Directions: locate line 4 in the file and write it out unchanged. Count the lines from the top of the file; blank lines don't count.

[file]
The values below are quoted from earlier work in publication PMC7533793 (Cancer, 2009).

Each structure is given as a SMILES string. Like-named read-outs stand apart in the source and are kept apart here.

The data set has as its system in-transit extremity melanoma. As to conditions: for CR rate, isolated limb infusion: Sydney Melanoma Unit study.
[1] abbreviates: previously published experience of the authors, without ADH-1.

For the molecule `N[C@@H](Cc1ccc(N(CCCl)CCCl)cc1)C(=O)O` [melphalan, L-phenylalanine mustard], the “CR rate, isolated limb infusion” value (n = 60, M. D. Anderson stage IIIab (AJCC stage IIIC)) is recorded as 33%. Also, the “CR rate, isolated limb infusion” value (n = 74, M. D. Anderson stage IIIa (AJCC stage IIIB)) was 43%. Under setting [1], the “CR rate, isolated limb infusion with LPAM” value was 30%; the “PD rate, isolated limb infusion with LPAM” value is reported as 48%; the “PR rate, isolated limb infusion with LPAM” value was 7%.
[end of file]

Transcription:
[1] abbreviates: previously published experience of the authors, without ADH-1.